For the reasons provided earlier, the burden of production, if not the burden of proof rests

with defendants. Defendants have failed to demonstrate why Warren's hours and contributions

should be modified as requested, notwithstanding some difficulties Reinhardt experienced while

testifying about the methodology used by the Berdon's staff accountant in compiling the figures

related to Warren's employment.


Governale. "[T]he audit shows that East Port did not pay benefits for 2,091 operating

engineer hours allegedly worked by Steven Governale for the audit period." (Defs.' Post-

Trial Proposed Findings of Fact at 13.) This figure is overstated, defendants posit,

because Governale testified that he recorded his hours as an operating engineer whenever

he worked as one. Id. But absent some type of documentary or other corroborating

evidence, his conclusory statement is unconvincing.

Whatever Governale's strengths may be, attention to detail is not one of them as

evidenced, in part, by the subpar state of the payroll records of East Port Excavation and

Eastport Manor. And insofar as he seeks to whittle-down the number of operating hours

ascribed to him by Berdon that too is problematic. He claims that "[t]here [were] times"

when he submitted the necessary documentation to Local 138 to substantiate his position

that most of his hours on site were devoted to non-operating engineer tasks. (Tr. 191:24-

25.) The documentation referenced by Governale consists of "Out-of-Work Card[s]";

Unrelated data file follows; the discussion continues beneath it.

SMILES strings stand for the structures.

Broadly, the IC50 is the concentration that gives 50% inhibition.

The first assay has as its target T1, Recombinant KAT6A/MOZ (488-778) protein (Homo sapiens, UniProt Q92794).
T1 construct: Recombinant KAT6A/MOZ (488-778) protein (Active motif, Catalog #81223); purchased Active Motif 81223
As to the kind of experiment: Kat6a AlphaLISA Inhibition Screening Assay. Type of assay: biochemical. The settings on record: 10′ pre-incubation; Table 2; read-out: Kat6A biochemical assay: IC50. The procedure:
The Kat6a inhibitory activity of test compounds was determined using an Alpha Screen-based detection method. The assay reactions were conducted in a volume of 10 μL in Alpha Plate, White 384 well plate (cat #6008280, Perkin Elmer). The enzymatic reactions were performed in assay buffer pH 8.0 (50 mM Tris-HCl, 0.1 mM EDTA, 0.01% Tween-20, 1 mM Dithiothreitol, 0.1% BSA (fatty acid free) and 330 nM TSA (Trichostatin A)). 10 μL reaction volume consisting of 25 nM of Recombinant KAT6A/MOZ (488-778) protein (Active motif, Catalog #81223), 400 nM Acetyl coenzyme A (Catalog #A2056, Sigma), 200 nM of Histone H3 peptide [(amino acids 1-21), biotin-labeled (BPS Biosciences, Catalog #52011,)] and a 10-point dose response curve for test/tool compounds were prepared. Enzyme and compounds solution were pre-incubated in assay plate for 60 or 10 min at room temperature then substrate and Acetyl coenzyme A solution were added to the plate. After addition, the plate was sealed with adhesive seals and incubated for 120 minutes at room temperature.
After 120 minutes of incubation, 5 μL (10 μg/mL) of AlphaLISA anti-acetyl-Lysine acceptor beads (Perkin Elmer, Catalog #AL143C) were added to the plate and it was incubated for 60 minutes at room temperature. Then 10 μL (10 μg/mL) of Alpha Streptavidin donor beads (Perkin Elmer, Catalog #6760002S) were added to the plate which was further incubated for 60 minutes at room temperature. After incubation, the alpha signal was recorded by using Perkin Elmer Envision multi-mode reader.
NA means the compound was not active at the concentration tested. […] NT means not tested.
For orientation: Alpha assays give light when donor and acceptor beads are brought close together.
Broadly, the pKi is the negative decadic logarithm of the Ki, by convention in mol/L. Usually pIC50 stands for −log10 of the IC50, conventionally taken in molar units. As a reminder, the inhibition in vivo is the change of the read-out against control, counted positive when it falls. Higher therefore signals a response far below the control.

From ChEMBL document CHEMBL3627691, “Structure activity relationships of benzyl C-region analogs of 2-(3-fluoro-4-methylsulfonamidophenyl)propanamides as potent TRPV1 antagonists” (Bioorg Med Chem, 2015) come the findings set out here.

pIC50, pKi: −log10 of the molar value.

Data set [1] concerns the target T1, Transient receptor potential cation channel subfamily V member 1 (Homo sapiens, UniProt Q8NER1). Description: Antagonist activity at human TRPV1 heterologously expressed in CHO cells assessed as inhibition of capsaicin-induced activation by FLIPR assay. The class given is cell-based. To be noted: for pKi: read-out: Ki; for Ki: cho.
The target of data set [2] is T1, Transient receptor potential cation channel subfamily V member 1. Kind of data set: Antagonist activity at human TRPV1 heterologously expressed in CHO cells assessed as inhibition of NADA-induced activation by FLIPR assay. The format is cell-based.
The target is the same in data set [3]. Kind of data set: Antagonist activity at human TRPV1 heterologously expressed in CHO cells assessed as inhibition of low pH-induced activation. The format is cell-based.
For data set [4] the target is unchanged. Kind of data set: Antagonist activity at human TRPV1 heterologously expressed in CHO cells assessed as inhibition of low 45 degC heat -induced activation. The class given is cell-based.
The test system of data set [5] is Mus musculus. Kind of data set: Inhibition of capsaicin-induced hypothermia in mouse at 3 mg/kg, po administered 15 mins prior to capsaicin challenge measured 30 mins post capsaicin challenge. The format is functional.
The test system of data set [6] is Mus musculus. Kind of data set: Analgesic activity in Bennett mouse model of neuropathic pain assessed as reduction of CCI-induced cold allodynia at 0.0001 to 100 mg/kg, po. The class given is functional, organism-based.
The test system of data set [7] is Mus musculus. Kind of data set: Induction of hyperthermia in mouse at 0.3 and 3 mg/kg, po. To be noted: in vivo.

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Section 2-G of the CBA provides that "[s]hould an owner/operator-employer/principal

fail to file an Out-of-Work Card, such owner/operator-employer/principal shall be

presumed to be working [as an operating engineer] and shall be responsible and obligated

to purchase fringe benefit stamps for forty (40) hours each work week." (Pls.' Ex. 24, Art.

IV, § 2-G.) Unfortunately, he does not specify the dates associated with those filings

either specifically, or generically by indicating that he filed an out-of-work card each time

he was not working as an operating engineer rather than on occasion. Moreover, he did

not keep copies of the claimed filings nor any other documentation with respect thereto.

And, as noted previously, Duffy testified credibly that such forms were never furnished to

the Union for Governale personally.

For the reasons indicated, the defendants' request that the sum of $156,619.46 be

further reduced by deducting the sums attributable to Governale is denied.


Swinson. Dependants' objections to hours listed in the audit as to Swinson is twofold: (1)

it ignores the classifications included in certified payroll records, and (2) it fails to

recognize that "Swinson did not become a member of Local 138 until July 29, 2003 and

accordingly, Local 138 would not be owed benefits for any work performed before that

date." (Defs.' Post-Trial Findings of Fact at 17.)

As discussed earlier, defendants' payroll records are riddled with inaccuracies thus

warranting the nonacceptance of their classifications subject to obtaining further proof

from the defendants. Such further proof was scant. Swinson did not testify. Tellingly,

Jeff reported that when he had occasion to observe with his stepbrother Swinson at a job

site between 2000 and 2005, Swinson functioned as an operator, not as a laborer. (Tr.


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310:15-311:9 and 319:9-17.) And, again, given that "benefits are paid on the machine,"

the July 29, 2003 line of demarcation proffered by defendants is not convincing.

The downward adjustment sought by defendants based on the nature of Swinson's